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Cutting Prolific Crime in Southend: the key players get together

Posted: 27th March 2014 by Essex CRC.
IOM event group pic Mar 2014
IOM event group pic Mar 2014

Key players in cutting crime gathered in Southend to discuss next steps in dealing with prolific offenders in the town

The Deputy Police and Crime Commissioner alongside Probation and Police Chiefs met with senior Southend Council representatives and local agencies to take a look at the Integrated Offender Management [1] scheme which has been having success with long-term offenders.

“These offenders are the group that needs to be coerced into working with Probation to deal with their drug and alcohol issues, their attitudes and their lack of skills,” said Chief Superintendent Luke Collison, of Essex Police. “In a nutshell, they either cooperate to address the causes of their criminal behaviour, or they are targeted.”

“Working in the same offices together brings an immediacy of contact between agencies never experienced before,” said Rob Tinlin, Chief Executive, Southend Borough Council. “The instant sharing of information, leading to an immediate practical response, including quicker enforcement, can only be a major positive. Each member of the team brings their unique knowledge, experience and expertise to the job.”

“All partners have learned from each other, and offenders seem to respond to the combination of Probation and Police staff working together,” said Gill Hirst, Director leading Probation in the Southend area. “It makes good sense.”

“IOM has been part of a key strategic plan for crime reduction, and has the backing of the Police and Crime Commissioner,” said Lindsay Whitehouse, his Deputy. “The good news is that IOM helps us work more effectively and smarter. We are now looking to broaden our partnership with local agencies and organisations in Southend.”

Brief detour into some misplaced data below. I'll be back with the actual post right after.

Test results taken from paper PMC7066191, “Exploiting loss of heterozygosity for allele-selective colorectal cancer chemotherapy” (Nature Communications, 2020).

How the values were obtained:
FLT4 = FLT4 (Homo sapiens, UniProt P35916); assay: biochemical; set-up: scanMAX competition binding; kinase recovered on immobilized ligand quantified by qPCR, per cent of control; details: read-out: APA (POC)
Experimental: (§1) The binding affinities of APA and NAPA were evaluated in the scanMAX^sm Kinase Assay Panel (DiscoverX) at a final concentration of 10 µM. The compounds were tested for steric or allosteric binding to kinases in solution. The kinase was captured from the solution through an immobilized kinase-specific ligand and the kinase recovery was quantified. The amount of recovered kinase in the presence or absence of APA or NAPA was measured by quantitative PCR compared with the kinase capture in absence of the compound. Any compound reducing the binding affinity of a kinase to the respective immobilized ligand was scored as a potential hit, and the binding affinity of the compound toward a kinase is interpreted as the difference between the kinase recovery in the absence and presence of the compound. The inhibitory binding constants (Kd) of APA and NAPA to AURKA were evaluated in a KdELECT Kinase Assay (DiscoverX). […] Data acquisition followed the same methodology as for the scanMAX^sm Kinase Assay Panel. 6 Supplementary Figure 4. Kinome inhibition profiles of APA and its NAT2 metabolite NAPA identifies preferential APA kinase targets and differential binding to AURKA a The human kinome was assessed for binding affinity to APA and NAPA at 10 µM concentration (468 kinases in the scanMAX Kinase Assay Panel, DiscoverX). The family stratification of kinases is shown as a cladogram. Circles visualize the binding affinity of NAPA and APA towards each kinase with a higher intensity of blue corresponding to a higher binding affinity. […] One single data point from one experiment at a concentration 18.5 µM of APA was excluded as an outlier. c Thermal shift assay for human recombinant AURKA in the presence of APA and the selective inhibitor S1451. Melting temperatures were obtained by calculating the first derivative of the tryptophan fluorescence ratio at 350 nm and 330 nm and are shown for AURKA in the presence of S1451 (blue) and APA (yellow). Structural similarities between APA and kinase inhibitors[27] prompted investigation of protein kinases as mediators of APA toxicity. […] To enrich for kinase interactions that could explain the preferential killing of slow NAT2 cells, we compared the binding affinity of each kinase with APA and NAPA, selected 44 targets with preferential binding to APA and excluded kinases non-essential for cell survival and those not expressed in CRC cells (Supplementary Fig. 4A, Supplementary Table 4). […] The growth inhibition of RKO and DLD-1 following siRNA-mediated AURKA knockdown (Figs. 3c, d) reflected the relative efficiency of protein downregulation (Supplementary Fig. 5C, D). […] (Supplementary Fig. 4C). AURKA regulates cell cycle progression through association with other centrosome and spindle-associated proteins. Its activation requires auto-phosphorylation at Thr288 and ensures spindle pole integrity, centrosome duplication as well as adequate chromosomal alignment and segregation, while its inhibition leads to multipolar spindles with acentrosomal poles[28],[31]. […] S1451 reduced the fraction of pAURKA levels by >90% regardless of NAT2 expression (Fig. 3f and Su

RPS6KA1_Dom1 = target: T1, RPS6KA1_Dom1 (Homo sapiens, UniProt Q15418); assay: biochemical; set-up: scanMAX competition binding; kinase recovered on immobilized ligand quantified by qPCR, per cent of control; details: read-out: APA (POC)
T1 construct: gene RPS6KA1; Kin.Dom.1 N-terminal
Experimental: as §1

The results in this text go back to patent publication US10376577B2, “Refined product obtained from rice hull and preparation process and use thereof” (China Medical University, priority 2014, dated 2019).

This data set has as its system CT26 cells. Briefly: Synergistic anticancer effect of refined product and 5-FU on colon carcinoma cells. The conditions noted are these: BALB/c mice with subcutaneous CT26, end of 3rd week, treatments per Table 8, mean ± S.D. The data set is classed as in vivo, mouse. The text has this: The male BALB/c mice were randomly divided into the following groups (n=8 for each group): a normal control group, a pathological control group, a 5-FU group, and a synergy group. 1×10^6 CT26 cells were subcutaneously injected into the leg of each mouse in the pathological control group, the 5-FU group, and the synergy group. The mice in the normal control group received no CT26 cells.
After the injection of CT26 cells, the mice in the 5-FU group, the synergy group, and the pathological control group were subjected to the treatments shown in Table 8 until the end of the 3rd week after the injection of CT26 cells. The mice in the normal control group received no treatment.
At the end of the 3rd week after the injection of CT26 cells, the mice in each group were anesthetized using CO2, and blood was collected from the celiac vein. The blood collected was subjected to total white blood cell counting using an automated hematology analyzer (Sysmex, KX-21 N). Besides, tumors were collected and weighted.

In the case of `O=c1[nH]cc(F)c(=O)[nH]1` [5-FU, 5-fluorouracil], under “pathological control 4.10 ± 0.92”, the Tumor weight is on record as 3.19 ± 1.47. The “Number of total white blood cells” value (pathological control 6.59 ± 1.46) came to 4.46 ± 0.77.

Next plans include the increased involvement in IOM of more community agencies in the Southend area.

(Pictured above: Deputy PCC Lindsay Whitehouse discussing next steps with Chief Superintendent Luke Collison; Gill Hirst,  Probation Director for Southend; Rob Tinlin, Chief Executive of Southend Borough Council and others. A well-attended event, with Southend councillors and agencies across the area playing a big part.)

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[1] Integrated Offender Management, planned as a joint Police-Probation initiative about three years ago, enables co-location of Police and Probation in Probation Offices, working with other partner agencies and Southend Council to target a named group of offenders. Using a carrot and stick approach, their aim is to cut the amount of crime committed by many of those ‘revolving door’ offenders who spend their lives in and out of prison on short-term sentences. About two-thirds of IOM targets are those offenders with a community order or released from prison who are likely to resist the helping programmes which are known to cut crime. Another third do not have any kind of court order, but intelligence indicates that they are on the periphery of criminal activity. It is now possible to work with them also, through IOM.

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A typical case:

A long-term drug user in his 40s who committed numerous domestic burglaries, alongside being a prolific shoplifter, was given a Community Order with drug treatment. For most of the Order he attended appointments, but it was clear his engagement was superficial. In the summer of 2013 he met a new partner and was anxious to hold on to this relationship. But how to change his usual response to people taking charge of his life and showing him a different way of dealing with it? He was persuaded to engage with the IOM Scheme, meeting both police and probation team members. He started attending the IOM Drop-in on a regular basis, and participating in other activities provided through IOM. A volunteer brought in by IOM also started working with him and his new partner. Encouraged by this opportunity for a more ‘normal’ way of life, the offender became increasingly determined not to slip back into his old lifestyle. It was about this time that he spoke to IOM Police about voluntarily being fitted with an electronic tag.

For the last few months, he has been offence free, and is working on his drug problem. The combination of an extensive support package in the community, the joint work of Police and Probation, and volunteering/other activities made available through the IOM scheme has helped this offender to a much better place where he now has a reason to further change his behaviour in the future.